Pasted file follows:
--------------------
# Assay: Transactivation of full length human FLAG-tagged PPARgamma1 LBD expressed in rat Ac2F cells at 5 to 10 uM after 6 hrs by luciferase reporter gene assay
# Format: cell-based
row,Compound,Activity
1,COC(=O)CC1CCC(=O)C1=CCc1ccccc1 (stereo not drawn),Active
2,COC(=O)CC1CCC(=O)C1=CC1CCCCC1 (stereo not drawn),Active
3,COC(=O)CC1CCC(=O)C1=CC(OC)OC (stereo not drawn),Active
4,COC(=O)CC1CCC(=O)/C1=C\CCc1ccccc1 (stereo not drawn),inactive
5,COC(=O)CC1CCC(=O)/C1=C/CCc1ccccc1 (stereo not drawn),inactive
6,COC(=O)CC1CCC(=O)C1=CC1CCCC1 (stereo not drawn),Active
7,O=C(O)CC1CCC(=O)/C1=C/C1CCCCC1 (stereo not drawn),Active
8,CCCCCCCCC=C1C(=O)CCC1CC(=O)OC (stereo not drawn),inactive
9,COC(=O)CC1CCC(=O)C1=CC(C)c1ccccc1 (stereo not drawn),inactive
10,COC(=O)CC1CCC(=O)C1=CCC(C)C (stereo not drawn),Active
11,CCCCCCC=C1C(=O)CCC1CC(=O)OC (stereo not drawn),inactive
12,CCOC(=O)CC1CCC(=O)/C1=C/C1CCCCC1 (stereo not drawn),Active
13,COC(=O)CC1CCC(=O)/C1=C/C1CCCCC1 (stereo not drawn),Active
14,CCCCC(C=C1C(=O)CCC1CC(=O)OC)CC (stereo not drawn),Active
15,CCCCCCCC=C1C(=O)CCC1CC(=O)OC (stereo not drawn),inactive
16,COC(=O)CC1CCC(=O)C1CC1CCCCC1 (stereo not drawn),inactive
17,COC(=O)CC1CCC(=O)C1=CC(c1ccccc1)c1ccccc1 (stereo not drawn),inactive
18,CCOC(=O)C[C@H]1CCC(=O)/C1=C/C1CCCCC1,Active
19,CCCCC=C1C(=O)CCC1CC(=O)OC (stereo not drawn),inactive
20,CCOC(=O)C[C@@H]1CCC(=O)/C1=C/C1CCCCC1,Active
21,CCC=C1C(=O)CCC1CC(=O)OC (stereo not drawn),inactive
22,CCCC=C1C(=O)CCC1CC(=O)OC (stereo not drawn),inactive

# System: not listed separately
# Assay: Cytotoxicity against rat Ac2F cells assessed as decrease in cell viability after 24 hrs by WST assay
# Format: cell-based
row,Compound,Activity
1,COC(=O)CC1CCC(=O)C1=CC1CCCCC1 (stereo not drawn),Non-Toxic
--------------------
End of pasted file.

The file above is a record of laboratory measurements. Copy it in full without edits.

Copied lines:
# Assay: Transactivation of full length human FLAG-tagged PPARgamma1 LBD expressed in rat Ac2F cells at 5 to 10 uM after 6 hrs by luciferase reporter gene assay
# Format: cell-based
row,Compound,Activity
1,COC(=O)CC1CCC(=O)C1=CCc1ccccc1 (stereo not drawn),Active
2,COC(=O)CC1CCC(=O)C1=CC1CCCCC1 (stereo not drawn),Active
3,COC(=O)CC1CCC(=O)C1=CC(OC)OC (stereo not drawn),Active
4,COC(=O)CC1CCC(=O)/C1=C\CCc1ccccc1 (stereo not drawn),inactive
5,COC(=O)CC1CCC(=O)/C1=C/CCc1ccccc1 (stereo not drawn),inactive
6,COC(=O)CC1CCC(=O)C1=CC1CCCC1 (stereo not drawn),Active
7,O=C(O)CC1CCC(=O)/C1=C/C1CCCCC1 (stereo not drawn),Active
8,CCCCCCCCC=C1C(=O)CCC1CC(=O)OC (stereo not drawn),inactive
9,COC(=O)CC1CCC(=O)C1=CC(C)c1ccccc1 (stereo not drawn),inactive
10,COC(=O)CC1CCC(=O)C1=CCC(C)C (stereo not drawn),Active
11,CCCCCCC=C1C(=O)CCC1CC(=O)OC (stereo not drawn),inactive
12,CCOC(=O)CC1CCC(=O)/C1=C/C1CCCCC1 (stereo not drawn),Active
13,COC(=O)CC1CCC(=O)/C1=C/C1CCCCC1 (stereo not drawn),Active
14,CCCCC(C=C1C(=O)CCC1CC(=O)OC)CC (stereo not drawn),Active
15,CCCCCCCC=C1C(=O)CCC1CC(=O)OC (stereo not drawn),inactive
16,COC(=O)CC1CCC(=O)C1CC1CCCCC1 (stereo not drawn),inactive
17,COC(=O)CC1CCC(=O)C1=CC(c1ccccc1)c1ccccc1 (stereo not drawn),inactive
18,CCOC(=O)C[C@H]1CCC(=O)/C1=C/C1CCCCC1,Active
19,CCCCC=C1C(=O)CCC1CC(=O)OC (stereo not drawn),inactive
20,CCOC(=O)C[C@@H]1CCC(=O)/C1=C/C1CCCCC1,Active
21,CCC=C1C(=O)CCC1CC(=O)OC (stereo not drawn),inactive
22,CCCC=C1C(=O)CCC1CC(=O)OC (stereo not drawn),inactive

# System: not listed separately
# Assay: Cytotoxicity against rat Ac2F cells assessed as decrease in cell viability after 24 hrs by WST assay
# Format: cell-based
row,Compound,Activity
1,COC(=O)CC1CCC(=O)C1=CC1CCCCC1 (stereo not drawn),Non-Toxic